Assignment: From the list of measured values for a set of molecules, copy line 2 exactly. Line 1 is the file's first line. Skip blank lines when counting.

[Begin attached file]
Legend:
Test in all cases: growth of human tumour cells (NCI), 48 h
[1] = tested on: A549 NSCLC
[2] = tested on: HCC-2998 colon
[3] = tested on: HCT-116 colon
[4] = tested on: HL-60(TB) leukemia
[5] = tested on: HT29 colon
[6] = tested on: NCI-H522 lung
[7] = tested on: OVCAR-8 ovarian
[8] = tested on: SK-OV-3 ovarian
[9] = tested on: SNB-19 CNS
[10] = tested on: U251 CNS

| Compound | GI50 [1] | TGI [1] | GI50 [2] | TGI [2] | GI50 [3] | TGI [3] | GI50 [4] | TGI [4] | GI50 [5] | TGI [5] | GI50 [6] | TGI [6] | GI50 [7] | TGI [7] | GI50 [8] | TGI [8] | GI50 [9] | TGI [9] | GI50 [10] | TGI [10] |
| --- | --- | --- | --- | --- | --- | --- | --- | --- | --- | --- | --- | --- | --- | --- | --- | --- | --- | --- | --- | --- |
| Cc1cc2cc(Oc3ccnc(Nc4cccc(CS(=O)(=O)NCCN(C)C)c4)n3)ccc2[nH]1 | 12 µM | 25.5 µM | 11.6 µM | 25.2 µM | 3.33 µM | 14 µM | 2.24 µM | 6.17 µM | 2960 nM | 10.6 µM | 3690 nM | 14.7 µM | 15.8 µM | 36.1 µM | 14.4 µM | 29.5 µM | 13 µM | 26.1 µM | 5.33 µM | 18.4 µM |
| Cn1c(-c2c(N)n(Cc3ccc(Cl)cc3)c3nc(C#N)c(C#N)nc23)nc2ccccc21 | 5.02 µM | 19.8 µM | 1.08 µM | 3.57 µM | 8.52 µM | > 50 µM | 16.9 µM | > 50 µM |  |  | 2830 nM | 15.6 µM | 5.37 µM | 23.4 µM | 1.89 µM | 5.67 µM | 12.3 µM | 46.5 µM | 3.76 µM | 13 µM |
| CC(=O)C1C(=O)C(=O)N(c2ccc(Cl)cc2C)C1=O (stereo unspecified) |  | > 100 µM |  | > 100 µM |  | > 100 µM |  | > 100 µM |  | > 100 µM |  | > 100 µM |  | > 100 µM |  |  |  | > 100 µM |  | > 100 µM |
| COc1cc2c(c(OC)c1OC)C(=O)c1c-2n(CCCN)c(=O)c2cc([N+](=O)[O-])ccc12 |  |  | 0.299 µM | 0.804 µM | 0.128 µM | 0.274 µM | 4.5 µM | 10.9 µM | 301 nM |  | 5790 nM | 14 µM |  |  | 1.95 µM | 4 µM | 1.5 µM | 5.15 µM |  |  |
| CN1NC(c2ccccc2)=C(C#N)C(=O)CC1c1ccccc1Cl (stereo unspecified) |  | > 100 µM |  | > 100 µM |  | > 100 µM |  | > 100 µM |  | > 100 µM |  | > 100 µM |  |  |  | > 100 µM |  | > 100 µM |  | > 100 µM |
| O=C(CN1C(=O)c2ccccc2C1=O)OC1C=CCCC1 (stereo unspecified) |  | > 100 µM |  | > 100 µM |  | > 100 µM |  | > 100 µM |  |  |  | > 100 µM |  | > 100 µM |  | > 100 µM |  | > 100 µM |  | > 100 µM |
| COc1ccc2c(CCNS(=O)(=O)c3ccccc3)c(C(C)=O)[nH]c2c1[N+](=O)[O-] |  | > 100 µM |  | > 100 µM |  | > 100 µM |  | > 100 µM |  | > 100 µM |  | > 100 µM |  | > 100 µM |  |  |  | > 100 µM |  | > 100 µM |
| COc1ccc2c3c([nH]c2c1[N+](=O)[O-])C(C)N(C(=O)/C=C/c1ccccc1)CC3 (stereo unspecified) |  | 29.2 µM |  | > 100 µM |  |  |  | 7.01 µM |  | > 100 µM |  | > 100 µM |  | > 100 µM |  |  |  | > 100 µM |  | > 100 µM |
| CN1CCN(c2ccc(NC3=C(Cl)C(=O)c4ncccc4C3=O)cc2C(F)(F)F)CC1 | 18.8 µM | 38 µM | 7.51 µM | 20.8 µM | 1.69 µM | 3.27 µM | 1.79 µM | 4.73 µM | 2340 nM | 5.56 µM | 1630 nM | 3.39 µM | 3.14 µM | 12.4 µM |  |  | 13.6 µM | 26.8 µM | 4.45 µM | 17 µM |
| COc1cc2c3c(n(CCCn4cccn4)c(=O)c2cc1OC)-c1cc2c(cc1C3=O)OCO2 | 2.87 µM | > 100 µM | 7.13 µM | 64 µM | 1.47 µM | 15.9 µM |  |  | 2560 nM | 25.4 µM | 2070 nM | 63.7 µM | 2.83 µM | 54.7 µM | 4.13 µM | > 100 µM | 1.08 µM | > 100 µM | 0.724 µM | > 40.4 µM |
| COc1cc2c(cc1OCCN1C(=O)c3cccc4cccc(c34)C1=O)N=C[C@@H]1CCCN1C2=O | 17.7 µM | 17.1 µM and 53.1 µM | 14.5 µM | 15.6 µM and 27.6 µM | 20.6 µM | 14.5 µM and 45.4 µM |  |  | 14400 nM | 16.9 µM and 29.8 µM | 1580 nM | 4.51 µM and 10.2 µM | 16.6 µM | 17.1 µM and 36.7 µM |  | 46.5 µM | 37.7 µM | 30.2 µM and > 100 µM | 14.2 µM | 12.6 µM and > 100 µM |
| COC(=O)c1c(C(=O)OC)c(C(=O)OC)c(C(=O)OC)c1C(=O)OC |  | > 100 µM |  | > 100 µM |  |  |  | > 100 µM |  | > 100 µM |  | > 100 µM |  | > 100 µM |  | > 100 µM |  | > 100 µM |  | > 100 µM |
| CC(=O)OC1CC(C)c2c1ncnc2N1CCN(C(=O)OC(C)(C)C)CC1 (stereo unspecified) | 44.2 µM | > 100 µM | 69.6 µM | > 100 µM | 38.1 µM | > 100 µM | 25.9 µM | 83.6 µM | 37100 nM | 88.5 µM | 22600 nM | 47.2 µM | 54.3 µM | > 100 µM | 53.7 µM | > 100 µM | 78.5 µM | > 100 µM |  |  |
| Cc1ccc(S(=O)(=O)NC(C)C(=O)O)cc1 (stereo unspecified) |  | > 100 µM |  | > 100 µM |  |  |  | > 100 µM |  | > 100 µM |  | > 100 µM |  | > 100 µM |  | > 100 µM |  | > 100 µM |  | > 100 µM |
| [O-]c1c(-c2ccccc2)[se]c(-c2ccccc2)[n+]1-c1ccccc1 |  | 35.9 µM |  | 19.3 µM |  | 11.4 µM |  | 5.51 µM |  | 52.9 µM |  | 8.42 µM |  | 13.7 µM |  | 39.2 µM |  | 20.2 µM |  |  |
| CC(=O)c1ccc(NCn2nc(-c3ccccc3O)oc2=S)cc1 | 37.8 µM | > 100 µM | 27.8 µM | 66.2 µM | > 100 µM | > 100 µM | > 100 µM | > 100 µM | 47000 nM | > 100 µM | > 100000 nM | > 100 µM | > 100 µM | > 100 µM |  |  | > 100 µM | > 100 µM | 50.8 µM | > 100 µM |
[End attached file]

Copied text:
Test in all cases: growth of human tumour cells (NCI), 48 h